The track pad is pretty reliable and I absolutely loved the 2-finger scrolling (yes, my regular work laptop is a Lenovo X240). Fortunately, it has retained the right click option has well – I cannot imagine a track pad without it!!

The performance is not as stable as you would expect in a laptop this expensive and ostensibly, this powerful.

Microsoft Hello is not very friendly...

The camera doubles up as a login tool – it scans the user’s retina during set up and each time the machine boots up, the user does not need to log in using the keyboard.

But after every 5 days or so, it stops working. Which means, the keyboard comes into play. A couple of times, it sorted out itself when updates were installed but in the last week or so of the test, updates didn’t help either.

Similarly, after a couple of weeks of regular office use, Outlook started to slow down and hang more regularly – which is what I expected from my old Lenovo. I had to cut down my PST sizes to reasonable chunks to transfer data so I know it wasn’t because of file sizes.

I am a FIFA addict – but I just couldn’t get it to work on the Surface Book. So no comments on how the CPU performs during heavy gaming.

The battery life is good – with constant usage at work, I was able to make it last about 7 to 8 hours. I had to get the charger plugged in by about 3pm if I started with a full charge early in the morning. It takes about 4.5 hours for the battery to charge to 100%.

However, the Book does heat up in sleep mode and discharges pretty rapidly. In fact, my 2-year-old Lenovo performs better while in sleep mode. In summary, the battery is pretty good but I had to shut down and restart if I was not plugged in and had to take a break for more than 30 minutes. It’s not too bad because the book starts up very quickly.

The Pen is one of the best and most powerful features of the Surface Book, though it may interest the creative / designer sorts more than a regular office user. I used it a couple of time to take notes – but it’s really a nice-to-have feature rather than a need-to-have and my 5-year-old loved it and used it more than I did.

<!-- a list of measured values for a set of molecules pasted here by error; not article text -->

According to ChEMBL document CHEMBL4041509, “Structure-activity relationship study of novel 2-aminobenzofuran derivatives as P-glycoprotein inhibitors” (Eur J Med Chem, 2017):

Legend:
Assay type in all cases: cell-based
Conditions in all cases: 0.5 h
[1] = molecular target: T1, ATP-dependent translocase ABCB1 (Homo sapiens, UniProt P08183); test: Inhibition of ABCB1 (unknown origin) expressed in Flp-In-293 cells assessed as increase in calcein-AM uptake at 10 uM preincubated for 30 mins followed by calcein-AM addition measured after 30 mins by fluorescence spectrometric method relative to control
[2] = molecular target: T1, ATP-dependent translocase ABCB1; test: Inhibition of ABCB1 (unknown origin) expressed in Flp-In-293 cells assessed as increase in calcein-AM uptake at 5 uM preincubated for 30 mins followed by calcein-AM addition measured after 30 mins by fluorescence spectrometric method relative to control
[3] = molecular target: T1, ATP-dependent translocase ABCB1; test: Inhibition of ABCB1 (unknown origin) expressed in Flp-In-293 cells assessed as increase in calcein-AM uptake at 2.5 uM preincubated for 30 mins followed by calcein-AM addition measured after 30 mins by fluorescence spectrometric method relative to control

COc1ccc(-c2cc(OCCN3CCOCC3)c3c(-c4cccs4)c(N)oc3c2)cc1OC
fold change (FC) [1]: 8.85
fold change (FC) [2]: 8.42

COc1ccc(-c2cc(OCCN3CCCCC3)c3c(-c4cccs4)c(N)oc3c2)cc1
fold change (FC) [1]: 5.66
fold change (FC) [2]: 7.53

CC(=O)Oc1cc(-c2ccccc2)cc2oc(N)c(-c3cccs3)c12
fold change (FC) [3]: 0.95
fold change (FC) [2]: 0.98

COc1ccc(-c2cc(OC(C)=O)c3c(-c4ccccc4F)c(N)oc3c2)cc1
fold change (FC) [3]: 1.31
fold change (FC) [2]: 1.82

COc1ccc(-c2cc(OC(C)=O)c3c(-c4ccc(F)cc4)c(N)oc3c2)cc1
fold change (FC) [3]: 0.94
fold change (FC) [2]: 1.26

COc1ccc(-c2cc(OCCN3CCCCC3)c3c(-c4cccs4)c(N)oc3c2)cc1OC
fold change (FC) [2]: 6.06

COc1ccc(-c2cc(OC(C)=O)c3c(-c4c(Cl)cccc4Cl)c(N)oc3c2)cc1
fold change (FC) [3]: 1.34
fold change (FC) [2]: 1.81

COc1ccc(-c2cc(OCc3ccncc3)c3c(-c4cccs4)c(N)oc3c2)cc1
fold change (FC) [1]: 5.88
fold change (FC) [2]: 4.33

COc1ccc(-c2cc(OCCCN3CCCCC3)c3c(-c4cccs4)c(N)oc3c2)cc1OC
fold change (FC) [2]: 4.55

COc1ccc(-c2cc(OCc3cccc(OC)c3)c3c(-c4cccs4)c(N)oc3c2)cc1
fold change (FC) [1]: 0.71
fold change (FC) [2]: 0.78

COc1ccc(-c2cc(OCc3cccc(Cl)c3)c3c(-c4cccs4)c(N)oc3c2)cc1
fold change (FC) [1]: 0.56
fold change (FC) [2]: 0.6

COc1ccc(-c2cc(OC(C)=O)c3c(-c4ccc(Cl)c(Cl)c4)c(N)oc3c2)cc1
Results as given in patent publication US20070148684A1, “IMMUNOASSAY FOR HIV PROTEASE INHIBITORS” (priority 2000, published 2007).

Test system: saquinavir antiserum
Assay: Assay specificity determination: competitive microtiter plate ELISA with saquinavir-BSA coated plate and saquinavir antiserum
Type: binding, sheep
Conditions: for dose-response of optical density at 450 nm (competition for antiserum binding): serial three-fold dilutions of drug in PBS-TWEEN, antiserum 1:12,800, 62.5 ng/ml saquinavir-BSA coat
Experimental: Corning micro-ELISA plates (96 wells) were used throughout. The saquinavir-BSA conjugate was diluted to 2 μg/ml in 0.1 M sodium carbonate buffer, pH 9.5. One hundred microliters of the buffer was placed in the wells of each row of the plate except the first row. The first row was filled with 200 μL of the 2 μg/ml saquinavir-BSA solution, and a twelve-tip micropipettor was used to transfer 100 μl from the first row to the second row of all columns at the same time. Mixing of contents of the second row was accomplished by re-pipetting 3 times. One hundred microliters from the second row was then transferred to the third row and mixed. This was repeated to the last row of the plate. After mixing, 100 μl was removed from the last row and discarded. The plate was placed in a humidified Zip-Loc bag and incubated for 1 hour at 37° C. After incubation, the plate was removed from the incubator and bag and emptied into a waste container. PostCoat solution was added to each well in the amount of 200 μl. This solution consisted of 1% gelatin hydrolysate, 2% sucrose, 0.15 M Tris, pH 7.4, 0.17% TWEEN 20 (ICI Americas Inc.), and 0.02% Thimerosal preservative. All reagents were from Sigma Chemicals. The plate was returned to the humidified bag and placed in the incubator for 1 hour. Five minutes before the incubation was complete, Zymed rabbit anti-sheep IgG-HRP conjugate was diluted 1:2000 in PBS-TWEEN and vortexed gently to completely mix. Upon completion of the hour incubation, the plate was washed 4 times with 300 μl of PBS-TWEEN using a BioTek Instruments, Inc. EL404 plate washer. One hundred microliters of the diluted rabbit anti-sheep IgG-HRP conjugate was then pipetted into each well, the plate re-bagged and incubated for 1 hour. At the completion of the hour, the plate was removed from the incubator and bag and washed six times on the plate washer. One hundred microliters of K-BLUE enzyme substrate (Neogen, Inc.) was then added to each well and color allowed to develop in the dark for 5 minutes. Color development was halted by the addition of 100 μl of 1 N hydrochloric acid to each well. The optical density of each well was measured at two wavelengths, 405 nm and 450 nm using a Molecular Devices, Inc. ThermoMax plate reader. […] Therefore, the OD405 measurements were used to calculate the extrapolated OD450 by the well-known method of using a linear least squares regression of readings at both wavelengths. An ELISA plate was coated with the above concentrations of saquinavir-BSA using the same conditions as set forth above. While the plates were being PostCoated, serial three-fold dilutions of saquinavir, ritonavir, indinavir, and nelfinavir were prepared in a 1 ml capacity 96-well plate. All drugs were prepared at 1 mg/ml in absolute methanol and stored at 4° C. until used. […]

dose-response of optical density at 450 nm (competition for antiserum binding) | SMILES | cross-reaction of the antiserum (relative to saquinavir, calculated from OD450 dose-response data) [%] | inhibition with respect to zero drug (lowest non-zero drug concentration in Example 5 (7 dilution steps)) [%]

So, is the Microsoft Surface Book a 'take my money already' kind of a device?

In summary, this is a great looking laptop with all the features you need (and more!) for regular Office type of stuff.

The detachable tablet and the hinge makes it brilliant for presentations, meetings and working on the go (as long as you get a seat). But it is buggy - as you would expect a first generation kit to be – and Microsoft needs to iron out these issues quickly. And add to the store – if not anything, the BBC iPlayer for starters!!

However, the brilliant screen, the bundled-in Pen and absolutely stunning looks and above-average battery life make up for its flaws.

Will I pay £1,799 for the 256 GB memory with the i7 processor?

No, I won’t. Nothing is worth that kind of money. It’s cheaper to have a MacBook and an ipad mini instead. The £1,299 option (i5, 128 GB HD) is affordable – but I would wait for MS to sort out the performance bugs before investing in the Surface Book.

However, the real question is: will my Fortune 500 company buy it for me if I asked? Yes, they would. And that is why I think Microsoft will do really well with this device. It has the looks and mettle to be the main driver for upper management types who like the comfort of Windows and dont want the learning curve of an iOS device. 

Presentations look brilliant and the Pen comes into its own during high profile meetings and if someone else is swiping the card for it, there is really no excuse not to get one...

Microsoft SurfaceBook specifications

Price: From £1299

Operating System: Windows 10 Pro

Dimensions: 312.3mm x 232.1mm x 13.0 - 22.8mm

Weight: From 1,516 grams including keyboard

Resolution: 3000 x 2000 (267 PPI)

Display: 13.5” PixelSense™ display

Processor: 6th Gen Intel® Core™ i5 or i7; 8GB or 16GB RAM; i5: Intel® HD graphics 520 i5/i7: NVIDIA GeForce GPU with 1GB GDDR5 memory

Camera: 5.0-MP front-facing camera with 1080p HD video; 8.0MP rear-facing autofocus camera with 1080p HD video and stereo speakers with Dolby® audio

Memory: 128GB, 256GB, or 512GB.

Battery: Up to 12 hours of video playback

Fingerprint sensor: No, but it has a retina scanner

Misc: Two full-size USB 3.0 Full-size SD™ card reader SurfaceConnectTM Headset jack Mini DisplayPort

(The Microsoft Surface Book was reviewed by our business reviewer who puts devices that are more suited to enterprise customers, through their paces)